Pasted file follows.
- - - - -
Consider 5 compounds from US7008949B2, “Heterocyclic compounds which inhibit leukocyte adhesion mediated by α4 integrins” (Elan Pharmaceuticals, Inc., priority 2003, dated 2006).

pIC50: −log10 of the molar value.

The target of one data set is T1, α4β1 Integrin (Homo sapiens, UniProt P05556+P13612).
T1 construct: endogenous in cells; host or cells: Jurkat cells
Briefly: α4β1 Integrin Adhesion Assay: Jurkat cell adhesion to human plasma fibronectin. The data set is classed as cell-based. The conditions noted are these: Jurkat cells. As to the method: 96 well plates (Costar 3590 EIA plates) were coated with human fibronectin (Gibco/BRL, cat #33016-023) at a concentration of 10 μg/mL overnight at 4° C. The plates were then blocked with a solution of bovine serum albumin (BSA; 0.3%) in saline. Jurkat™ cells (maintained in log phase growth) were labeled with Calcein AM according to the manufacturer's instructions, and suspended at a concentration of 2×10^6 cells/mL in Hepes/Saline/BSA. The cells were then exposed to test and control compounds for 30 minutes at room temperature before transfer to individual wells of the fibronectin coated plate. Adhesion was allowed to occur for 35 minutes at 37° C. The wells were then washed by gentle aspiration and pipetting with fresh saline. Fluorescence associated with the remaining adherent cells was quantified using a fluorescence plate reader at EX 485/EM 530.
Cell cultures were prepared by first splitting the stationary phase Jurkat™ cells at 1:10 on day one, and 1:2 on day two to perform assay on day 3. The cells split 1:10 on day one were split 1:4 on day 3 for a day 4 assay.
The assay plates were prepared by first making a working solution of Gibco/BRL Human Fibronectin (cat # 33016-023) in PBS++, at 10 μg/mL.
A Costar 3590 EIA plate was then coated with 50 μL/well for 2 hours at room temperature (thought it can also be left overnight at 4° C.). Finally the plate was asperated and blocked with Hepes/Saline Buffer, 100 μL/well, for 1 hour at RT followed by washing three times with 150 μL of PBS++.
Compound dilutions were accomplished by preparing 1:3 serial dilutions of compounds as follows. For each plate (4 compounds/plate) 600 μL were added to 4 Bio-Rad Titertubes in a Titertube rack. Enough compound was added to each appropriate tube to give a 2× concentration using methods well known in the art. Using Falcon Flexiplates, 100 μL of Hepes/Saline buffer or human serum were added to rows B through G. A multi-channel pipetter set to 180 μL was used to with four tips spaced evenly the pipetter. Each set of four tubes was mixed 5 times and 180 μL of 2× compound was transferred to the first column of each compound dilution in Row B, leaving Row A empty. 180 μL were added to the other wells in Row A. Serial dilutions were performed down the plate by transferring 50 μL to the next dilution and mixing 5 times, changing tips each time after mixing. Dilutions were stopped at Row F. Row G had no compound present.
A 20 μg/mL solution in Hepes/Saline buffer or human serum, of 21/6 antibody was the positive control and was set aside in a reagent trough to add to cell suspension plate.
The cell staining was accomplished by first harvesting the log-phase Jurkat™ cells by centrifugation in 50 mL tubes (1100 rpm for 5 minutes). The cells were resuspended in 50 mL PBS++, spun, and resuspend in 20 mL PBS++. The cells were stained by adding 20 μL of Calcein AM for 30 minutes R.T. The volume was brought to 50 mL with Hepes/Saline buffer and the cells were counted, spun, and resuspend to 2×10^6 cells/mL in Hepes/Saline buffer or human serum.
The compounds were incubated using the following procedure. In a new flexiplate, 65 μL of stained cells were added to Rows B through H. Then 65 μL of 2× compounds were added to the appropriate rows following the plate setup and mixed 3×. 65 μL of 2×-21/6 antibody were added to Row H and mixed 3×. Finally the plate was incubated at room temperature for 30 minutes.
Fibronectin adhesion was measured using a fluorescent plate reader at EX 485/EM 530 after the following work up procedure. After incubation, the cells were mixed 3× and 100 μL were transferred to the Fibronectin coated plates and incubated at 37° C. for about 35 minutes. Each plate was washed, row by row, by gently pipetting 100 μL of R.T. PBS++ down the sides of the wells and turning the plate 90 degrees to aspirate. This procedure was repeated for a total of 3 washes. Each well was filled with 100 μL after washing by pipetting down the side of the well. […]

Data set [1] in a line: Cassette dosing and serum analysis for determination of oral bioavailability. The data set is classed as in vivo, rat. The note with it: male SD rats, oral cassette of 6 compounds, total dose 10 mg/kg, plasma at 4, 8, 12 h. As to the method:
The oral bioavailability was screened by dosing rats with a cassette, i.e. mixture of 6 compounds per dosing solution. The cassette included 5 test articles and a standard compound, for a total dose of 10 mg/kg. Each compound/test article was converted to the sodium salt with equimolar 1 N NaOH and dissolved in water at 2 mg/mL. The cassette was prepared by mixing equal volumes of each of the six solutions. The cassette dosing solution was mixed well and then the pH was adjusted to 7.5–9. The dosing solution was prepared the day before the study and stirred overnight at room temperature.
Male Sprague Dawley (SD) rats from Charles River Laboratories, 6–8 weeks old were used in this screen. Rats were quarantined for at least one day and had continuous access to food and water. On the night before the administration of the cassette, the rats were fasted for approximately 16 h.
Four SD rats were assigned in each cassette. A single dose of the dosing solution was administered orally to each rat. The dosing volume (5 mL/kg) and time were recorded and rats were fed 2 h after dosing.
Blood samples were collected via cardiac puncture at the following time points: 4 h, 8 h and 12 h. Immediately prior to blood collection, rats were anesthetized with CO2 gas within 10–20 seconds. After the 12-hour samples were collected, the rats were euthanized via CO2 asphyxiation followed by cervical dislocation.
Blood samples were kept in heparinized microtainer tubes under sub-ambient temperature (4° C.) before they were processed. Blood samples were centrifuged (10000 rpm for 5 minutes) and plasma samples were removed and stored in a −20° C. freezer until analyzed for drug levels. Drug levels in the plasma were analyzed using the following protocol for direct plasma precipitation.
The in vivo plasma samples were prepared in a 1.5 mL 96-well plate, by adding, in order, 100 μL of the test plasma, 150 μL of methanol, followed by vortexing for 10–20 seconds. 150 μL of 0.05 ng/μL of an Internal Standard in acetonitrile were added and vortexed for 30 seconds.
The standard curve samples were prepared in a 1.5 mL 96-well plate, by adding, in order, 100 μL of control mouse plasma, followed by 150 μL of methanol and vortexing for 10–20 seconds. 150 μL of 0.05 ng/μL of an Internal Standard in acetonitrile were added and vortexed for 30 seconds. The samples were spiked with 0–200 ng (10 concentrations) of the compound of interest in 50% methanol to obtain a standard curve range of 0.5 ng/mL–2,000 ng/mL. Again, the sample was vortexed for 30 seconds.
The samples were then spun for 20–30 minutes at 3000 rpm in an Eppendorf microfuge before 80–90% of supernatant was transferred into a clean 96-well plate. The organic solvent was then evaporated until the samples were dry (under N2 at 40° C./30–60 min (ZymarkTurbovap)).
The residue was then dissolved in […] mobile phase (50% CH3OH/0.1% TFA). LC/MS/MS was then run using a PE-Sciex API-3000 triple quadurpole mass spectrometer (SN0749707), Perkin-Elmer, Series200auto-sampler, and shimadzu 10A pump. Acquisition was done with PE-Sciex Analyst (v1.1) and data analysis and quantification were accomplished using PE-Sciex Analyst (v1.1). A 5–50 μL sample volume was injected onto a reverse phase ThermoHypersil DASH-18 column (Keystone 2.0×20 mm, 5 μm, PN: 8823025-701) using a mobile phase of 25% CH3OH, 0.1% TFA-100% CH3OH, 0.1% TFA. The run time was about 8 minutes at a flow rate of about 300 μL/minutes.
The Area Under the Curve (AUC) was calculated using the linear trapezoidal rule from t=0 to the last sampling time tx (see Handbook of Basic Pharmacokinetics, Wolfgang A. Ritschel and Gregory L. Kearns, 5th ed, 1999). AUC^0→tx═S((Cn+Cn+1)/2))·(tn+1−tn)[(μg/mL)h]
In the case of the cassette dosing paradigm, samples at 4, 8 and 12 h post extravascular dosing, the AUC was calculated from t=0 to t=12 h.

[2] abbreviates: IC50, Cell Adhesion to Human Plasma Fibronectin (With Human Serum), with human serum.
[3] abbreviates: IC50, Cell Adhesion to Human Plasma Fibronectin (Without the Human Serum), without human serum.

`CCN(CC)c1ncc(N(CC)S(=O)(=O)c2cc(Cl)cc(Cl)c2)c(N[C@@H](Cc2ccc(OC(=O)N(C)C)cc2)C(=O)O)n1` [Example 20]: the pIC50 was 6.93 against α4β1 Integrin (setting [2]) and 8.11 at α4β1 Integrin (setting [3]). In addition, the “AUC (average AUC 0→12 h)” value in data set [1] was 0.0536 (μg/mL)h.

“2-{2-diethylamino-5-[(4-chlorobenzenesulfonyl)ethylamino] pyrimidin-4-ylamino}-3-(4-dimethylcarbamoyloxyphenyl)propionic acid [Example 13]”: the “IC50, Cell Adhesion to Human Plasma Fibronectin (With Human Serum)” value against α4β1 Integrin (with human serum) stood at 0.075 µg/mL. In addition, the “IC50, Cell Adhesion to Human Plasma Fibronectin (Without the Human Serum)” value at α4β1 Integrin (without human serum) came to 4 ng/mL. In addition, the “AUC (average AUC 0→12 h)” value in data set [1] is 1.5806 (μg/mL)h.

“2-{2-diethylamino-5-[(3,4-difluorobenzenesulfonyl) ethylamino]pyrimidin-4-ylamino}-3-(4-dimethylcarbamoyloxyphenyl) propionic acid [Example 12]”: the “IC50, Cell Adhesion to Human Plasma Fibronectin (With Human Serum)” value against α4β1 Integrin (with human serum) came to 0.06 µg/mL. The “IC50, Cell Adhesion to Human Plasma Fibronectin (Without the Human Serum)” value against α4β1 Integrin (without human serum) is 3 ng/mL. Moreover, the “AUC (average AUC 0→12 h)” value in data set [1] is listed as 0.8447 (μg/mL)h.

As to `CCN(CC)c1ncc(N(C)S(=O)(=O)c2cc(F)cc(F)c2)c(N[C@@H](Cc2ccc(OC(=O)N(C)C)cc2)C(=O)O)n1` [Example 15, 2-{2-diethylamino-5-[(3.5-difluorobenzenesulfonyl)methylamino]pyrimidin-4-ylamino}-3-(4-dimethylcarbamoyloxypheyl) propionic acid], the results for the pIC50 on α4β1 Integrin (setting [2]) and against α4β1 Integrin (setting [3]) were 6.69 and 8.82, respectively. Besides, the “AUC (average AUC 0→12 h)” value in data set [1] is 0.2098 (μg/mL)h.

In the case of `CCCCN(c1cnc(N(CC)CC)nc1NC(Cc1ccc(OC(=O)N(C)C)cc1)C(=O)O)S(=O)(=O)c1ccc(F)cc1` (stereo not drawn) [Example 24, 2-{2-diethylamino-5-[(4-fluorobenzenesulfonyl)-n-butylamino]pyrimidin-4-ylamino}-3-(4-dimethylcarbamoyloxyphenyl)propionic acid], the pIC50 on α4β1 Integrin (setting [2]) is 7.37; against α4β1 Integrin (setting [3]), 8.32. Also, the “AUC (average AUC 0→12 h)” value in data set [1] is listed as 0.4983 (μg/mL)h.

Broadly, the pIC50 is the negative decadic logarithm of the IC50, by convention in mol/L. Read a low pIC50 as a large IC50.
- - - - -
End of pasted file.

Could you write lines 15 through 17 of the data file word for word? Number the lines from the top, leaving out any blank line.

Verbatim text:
The oral bioavailability was screened by dosing rats with a cassette, i.e. mixture of 6 compounds per dosing solution. The cassette included 5 test articles and a standard compound, for a total dose of 10 mg/kg. Each compound/test article was converted to the sodium salt with equimolar 1 N NaOH and dissolved in water at 2 mg/mL. The cassette was prepared by mixing equal volumes of each of the six solutions. The cassette dosing solution was mixed well and then the pH was adjusted to 7.5–9. The dosing solution was prepared the day before the study and stirred overnight at room temperature.
Male Sprague Dawley (SD) rats from Charles River Laboratories, 6–8 weeks old were used in this screen. Rats were quarantined for at least one day and had continuous access to food and water. On the night before the administration of the cassette, the rats were fasted for approximately 16 h.
Four SD rats were assigned in each cassette. A single dose of the dosing solution was administered orally to each rat. The dosing volume (5 mL/kg) and time were recorded and rats were fed 2 h after dosing.